AS I'M ABOUT to drift off to sleep, I hear the news anchor relay that once again a police officer, this time a Maryland state trooper, has been involved in a shooting in the District of Columbia.
How many police have been shot in the recent past? Too many.
The next morning as I scan the paper, bleary-eyed and preparing to survive the stresses of the day, I see a small insert reporting that the officer shot the previous evening was pronounced dead not much later in a D.C. hospital. How can police officers choose to do this job? To leave home with the very real possibility that they will not survive the shift to recount the day or plan the next.
Later, as I drive from one school to another, I hear the news report that Cpl. Ed Toatley was the victim. Ed Toatley? Ed Toatley? I know this name. It can't be the Ed Toatley I taught during my 10 years at Dundalk Senior High.
I'm caught in the grip of knowing, of getting home to my study to pore through yearbooks and discover if this is the Ed I know -- the quiet, tall, lanky, good-looking, respectful, black student who sat in the rear of one of my 11th-grade college-prep English classes in Room 218.
I catch a news report that "no picture will be released due to the sensitive nature of the undercover work in which Toatley is involved."
That evening, as I arrive home, I pull the old DHS yearbooks off the shelf and scan them starting with 1983, working backward. After reviewing several without results, I find the one I dread seeing. There, with an easy smile, is Ed Toatley.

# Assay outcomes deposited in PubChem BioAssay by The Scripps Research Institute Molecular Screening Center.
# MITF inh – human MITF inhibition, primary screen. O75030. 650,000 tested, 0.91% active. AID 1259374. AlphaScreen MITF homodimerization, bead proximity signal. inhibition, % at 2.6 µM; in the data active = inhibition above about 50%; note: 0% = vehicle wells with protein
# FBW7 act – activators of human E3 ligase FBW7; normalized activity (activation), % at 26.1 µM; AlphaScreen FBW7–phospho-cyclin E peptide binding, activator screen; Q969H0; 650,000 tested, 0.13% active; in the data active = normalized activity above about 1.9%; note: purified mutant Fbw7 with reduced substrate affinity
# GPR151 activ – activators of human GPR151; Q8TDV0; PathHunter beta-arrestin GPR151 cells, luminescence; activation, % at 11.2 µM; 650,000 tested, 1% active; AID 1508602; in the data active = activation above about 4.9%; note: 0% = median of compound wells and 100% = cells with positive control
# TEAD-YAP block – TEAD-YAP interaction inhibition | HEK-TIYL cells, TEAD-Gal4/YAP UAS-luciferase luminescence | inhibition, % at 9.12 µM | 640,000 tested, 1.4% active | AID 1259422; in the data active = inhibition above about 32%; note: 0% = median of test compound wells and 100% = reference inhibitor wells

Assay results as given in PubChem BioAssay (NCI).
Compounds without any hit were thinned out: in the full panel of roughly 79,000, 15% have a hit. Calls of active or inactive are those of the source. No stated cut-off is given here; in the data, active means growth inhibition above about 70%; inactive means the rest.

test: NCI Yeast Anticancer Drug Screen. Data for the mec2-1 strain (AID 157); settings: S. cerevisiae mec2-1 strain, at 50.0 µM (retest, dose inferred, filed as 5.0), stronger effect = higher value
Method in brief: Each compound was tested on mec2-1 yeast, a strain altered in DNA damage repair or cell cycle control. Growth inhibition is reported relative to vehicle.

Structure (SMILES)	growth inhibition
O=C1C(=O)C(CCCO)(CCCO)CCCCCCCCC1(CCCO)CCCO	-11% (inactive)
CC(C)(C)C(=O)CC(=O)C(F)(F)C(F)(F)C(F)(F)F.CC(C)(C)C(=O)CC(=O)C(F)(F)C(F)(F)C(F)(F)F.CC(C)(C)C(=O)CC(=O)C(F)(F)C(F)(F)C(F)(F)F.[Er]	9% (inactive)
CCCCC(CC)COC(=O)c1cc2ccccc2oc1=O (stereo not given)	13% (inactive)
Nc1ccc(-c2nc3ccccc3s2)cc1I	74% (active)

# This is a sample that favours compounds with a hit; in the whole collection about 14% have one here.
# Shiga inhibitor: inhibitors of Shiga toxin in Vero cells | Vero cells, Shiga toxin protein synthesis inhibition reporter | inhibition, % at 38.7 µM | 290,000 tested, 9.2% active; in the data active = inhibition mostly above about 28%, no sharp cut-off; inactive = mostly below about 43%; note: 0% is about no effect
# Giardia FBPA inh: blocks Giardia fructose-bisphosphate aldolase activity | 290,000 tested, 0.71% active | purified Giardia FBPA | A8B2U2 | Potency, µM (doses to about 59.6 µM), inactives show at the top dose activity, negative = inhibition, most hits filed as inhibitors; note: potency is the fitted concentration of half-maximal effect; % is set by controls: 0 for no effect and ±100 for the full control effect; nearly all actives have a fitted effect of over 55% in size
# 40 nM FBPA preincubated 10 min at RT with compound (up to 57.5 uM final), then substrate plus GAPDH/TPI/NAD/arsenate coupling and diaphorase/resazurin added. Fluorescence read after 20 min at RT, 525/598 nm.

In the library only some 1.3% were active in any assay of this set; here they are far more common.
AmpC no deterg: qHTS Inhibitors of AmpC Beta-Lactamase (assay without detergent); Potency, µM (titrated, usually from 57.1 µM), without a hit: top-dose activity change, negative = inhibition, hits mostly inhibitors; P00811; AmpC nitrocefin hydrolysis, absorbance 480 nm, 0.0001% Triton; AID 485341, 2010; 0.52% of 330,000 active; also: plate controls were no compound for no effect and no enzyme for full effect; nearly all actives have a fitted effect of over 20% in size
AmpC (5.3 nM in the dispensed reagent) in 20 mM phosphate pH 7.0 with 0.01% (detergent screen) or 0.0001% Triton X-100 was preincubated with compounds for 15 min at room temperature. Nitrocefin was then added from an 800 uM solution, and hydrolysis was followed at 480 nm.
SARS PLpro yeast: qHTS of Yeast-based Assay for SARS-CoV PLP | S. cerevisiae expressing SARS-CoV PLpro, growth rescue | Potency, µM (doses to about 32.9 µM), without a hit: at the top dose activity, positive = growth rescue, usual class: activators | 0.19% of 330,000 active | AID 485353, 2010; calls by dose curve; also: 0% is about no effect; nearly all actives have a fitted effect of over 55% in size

Next to his name I read his entry: physical therapy (why didn't he pursue that?), football, WDSH radio staff. None of this I recall about him, only his smile and his cooperative nature.
Days later, I leave for work heading west on Argonne Drive to 39th Street. I hear the traffic reports that Charles Street is a congregating place for the hundreds of police cars that will line their way to the cathedral for the funeral. I sit in traffic as long as I can bear, and then with a sudden urgency, I make a quick U-turn and head in the opposite direction.
Should I have made plans to attend the funeral? Should I, along with the thousands of others gathered for the same purpose, have tried to tell his family what a good kid he was? Should I write a note to Inez Toatley to express my condolences and tell her what I remember of Ed, the student? No indication or memory of a brave risk-taker, of a profession seeking out the dangerous undercover police work that claimed his life.
Determined to pay my respects, I head home where some vestige of Ed still remains. Pulling open the file cabinet that stores all evidence of my 15 years of classroom teaching, I find the grade book that contains Ed's stats. I sit on the steps and turn the pages of alphabetical class lists.
There in a long list of names, some of whom I distinctly recall, others I cannot place at all, I find his name, Edward M. Toatley. I scan the grades and their corresponding assignments. Edward M. Toatley, final grade for English 11, "B."
Edward M. Toatley, final grade for life, "Incomplete."
Paula Simon is the coordinator of secondary English and reading, Baltimore County Public Schools.